The best rendering of the command to be filled is in the present aorist imperative mood of: "be being filled." It is not a command for an initial or a definite filling but rather a being continuously filled grounded in our union with Christ and his Cross work. It is a filling that leads to discretion, discipline and holiness and not to dissipation and «spiritual pride».  Immediately Paul then applies the truth to that filling now characterized by gratitude, joy and singing (19, 20). He says it will issue in submission to one another (21).Without mentioning signs, wonders, miracles, prophecies or any given experience, he says it  transforms the marital relationships (22-33), the family duties (6:1-4) and society's demands (5-9). Furthermore it fits us to do spiritual warfare and live in victory over Satan and demon forces (10-20).

Interestingly enough Colossians has an exactly parallel passage (Col. 3: 1-4: 1) that substitutes the filling of the Spirit with: "Let the word of Christ dwell in you richly in all wisdom, teaching and admonishing one another in psalms and hymns and spiritual songs, singing with grace in your hearts to the Lord." 

(Col. 3:16) The Spirit and the Word come together to make for a life ordinary and extraordinary in love for God and service to others.

A Word of Clarification and Caution.

So much has been written about the Fullness of the Spirit, the experience of the "Baptism of the Spirit," the gifts of the Spirit, the charismatic expression of these last decades that confusion so often reigns.  A pseudo spirituality is often professed, signs and wonders are lauded, prophecies and visions have been claimed and the body of Christ often has been divided into separate camps.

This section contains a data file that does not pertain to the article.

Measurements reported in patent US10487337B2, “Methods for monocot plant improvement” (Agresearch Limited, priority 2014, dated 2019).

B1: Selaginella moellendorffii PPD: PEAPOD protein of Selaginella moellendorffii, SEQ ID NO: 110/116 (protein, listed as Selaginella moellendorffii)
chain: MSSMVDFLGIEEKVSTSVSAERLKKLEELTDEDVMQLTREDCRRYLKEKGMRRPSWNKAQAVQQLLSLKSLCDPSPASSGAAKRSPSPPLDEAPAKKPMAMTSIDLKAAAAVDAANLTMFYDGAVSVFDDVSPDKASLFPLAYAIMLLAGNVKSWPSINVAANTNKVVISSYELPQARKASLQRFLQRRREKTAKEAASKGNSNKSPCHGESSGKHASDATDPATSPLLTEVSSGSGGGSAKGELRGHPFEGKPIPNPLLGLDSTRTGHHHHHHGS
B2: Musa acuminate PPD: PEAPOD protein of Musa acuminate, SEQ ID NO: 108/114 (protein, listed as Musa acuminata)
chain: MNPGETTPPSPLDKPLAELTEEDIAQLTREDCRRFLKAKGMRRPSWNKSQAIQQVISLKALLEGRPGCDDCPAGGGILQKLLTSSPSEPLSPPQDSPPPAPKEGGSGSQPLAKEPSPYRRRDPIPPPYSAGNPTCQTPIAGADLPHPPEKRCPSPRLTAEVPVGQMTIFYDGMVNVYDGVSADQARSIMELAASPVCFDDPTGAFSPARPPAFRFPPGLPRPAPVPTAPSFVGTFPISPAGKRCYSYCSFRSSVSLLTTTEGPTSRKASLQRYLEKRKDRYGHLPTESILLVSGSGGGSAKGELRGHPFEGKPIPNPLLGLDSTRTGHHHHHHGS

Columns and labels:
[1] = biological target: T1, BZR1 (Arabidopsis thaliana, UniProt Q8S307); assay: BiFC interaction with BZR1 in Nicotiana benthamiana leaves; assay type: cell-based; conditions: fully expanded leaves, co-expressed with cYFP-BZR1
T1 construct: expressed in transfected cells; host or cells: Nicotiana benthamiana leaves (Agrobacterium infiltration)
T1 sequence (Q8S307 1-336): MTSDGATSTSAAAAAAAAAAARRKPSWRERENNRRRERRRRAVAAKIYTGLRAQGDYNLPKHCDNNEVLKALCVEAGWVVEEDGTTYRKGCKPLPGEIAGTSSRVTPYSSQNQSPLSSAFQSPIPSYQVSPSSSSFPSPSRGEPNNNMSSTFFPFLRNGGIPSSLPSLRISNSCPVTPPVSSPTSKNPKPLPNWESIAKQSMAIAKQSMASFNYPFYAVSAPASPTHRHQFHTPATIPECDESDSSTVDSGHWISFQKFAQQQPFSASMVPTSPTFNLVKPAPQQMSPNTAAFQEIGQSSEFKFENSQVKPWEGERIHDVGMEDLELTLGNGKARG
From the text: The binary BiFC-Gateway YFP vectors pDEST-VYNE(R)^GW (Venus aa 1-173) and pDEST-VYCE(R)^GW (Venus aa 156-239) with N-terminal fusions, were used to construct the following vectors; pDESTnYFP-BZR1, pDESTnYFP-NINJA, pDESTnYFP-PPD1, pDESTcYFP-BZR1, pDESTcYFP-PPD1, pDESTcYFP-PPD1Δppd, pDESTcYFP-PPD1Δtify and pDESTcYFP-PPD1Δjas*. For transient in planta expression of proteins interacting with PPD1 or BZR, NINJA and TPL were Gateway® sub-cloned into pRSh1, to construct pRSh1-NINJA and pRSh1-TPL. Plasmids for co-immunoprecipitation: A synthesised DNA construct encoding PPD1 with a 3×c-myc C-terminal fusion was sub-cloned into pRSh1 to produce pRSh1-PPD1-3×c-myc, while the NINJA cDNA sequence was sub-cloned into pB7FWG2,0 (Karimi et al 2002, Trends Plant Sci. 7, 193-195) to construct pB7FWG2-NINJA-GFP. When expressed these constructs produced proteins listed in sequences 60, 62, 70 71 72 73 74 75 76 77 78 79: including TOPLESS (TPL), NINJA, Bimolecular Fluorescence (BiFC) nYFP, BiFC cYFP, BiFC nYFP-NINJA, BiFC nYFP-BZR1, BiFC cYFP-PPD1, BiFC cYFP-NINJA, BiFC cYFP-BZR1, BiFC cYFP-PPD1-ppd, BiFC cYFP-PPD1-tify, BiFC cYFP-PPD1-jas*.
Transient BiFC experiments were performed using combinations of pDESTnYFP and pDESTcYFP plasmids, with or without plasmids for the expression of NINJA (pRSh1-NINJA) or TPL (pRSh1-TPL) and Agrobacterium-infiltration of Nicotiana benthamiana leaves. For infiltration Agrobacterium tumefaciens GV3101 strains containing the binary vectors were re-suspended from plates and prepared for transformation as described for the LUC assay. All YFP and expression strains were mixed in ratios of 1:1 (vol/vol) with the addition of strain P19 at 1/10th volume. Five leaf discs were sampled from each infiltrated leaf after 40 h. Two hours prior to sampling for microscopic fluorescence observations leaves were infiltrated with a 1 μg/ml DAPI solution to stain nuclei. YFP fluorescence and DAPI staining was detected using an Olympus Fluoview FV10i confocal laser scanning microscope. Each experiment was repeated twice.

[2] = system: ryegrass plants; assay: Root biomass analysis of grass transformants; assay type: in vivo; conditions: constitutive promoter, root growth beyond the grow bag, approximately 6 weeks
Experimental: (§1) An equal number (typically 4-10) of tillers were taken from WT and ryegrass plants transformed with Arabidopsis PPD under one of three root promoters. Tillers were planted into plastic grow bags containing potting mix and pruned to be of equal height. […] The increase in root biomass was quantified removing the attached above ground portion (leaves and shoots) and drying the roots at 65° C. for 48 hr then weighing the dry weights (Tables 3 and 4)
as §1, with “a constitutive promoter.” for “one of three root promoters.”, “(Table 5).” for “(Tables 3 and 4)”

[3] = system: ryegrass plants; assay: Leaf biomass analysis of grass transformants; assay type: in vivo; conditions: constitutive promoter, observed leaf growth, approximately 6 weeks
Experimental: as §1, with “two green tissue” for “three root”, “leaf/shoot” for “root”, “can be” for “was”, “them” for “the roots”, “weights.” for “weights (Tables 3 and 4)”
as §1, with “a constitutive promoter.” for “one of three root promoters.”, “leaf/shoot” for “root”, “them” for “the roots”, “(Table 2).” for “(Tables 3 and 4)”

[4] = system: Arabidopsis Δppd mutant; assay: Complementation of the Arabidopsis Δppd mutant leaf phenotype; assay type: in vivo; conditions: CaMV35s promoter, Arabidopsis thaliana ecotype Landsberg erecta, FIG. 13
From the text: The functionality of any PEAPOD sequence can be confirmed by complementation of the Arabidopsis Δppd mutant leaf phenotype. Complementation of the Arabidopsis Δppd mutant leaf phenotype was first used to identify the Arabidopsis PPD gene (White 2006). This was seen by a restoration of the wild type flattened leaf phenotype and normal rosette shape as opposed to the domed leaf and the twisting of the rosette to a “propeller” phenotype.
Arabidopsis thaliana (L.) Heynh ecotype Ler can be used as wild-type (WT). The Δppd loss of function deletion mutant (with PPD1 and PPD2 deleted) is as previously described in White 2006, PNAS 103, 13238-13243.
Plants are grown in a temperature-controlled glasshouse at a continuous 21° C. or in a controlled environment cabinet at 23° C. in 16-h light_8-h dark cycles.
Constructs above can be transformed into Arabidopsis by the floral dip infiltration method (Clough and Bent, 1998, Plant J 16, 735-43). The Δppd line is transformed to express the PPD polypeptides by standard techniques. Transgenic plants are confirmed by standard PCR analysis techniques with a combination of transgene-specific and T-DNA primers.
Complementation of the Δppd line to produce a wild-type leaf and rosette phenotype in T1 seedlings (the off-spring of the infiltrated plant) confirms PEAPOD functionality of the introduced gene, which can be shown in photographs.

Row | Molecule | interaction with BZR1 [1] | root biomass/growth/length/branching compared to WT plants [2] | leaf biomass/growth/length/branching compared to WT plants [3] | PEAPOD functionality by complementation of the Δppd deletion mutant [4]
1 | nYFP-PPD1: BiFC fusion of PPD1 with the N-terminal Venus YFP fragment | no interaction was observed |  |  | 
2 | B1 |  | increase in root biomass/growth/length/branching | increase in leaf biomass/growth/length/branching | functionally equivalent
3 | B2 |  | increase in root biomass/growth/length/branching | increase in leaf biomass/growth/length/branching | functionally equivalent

Let it be said the God is sovereign and may give to one believer or to another a personal experience that is somewhat unique. The history of God's dealing with his servants bears this fact out. But paramount to everything is the rule of the Word of God and its clear exposition. The inspired Word is the plumb line for the truth, not any experience, be it genuine or not, given in a unique way to one, but never a pattern for all.  God is free to do his work in his way, but it will never contradict the written Word of God properly understood.  The proof of the Spirit's authenticity is the marks of Christ-likeness, personal holiness as defined in character not in externals, humility, love and passion for God and his cause in this world.

The real tragedy is that this confusion has allowed Satan to deprive the church of so much of the Spirit's power.  Crucial passages  are not given their rightful place, such as, Romans 6-8; Gal. 2-6; Ephesians 4-6; Colossians 2, 3; 1 Cor. 12-14; 2. Cor. 3-6; 1 John, James. These passages give the «how,» the «why» and the «when» of the Spirit's work.

For many the book of the Acts has been made the cornerstone of the doctrine of the Holy Spirit. Indeed doctrine is illustrated in Acts; Luke does give us accurately what happened without generally giving us the «why,» the «how» and the «when.»  The Spirit's phenomena are generally treated historically and not theologically. The unnecessary divorce between the Acts and the Epistles has led to different emphases and conclusions.  A true rule of thumb is that the Epistles interpret for us the Acts of the Apostles. There can be no discrepancy between them. The Holy Spirit is author of both portions of the Inspired Word. In our next study we will see the role of the walk of faith, either after the Spirit or after the flesh, a possibility but surely not to be a probability.

Yours in the Message of the Cross,

Dr. G. Ernesto Johnson